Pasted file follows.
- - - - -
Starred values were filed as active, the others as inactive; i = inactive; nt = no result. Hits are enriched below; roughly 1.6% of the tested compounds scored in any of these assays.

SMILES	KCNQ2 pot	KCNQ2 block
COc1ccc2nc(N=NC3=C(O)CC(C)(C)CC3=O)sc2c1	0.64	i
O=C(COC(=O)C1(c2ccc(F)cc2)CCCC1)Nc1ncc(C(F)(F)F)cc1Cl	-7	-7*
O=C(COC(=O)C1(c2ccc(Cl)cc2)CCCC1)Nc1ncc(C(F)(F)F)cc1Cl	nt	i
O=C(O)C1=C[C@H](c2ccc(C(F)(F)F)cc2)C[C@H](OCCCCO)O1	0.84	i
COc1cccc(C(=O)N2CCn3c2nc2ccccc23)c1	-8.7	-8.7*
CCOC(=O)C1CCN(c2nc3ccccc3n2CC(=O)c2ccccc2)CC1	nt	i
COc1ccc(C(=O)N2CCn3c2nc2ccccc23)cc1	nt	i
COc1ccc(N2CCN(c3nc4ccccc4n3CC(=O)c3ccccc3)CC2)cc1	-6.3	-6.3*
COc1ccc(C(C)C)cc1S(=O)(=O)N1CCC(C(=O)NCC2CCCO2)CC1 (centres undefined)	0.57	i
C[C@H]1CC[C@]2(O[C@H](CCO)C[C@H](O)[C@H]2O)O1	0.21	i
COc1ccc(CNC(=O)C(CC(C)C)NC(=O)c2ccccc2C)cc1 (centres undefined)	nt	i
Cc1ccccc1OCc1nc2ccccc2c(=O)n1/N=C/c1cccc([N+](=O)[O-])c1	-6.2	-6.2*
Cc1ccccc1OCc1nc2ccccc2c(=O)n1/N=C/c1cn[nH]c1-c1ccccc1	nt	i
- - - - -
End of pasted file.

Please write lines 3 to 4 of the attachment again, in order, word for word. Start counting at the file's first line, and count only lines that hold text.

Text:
COc1ccc2nc(N=NC3=C(O)CC(C)(C)CC3=O)sc2c1	0.64	i
O=C(COC(=O)C1(c2ccc(F)cc2)CCCC1)Nc1ncc(C(F)(F)F)cc1Cl	-7	-7*